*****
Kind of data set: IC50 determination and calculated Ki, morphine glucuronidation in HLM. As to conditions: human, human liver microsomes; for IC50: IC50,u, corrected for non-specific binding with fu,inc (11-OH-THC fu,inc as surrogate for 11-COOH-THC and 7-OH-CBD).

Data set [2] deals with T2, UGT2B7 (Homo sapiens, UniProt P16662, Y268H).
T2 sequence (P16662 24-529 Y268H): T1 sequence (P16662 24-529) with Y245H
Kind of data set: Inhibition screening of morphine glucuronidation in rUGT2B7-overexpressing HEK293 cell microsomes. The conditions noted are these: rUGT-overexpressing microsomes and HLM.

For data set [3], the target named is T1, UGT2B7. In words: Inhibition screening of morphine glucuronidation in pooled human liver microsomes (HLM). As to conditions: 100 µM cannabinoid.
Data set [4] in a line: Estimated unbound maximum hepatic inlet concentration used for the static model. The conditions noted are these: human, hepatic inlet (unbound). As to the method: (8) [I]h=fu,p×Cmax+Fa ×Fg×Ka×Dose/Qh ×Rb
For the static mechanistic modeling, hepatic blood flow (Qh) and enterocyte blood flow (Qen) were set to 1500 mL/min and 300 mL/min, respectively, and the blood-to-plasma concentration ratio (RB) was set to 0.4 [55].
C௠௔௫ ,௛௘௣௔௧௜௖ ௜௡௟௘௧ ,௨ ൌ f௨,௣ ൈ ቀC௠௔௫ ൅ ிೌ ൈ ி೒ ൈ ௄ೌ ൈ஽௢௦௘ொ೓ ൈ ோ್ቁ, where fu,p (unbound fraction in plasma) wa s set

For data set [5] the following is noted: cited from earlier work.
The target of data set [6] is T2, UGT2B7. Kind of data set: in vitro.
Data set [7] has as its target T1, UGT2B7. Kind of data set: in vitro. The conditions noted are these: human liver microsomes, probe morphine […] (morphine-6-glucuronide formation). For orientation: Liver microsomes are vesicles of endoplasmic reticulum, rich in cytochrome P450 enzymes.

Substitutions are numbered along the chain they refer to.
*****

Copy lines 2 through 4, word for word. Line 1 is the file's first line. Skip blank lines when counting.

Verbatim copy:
Data set [2] deals with T2, UGT2B7 (Homo sapiens, UniProt P16662, Y268H).
T2 sequence (P16662 24-529 Y268H): T1 sequence (P16662 24-529) with Y245H
Kind of data set: Inhibition screening of morphine glucuronidation in rUGT2B7-overexpressing HEK293 cell microsomes. The conditions noted are these: rUGT-overexpressing microsomes and HLM.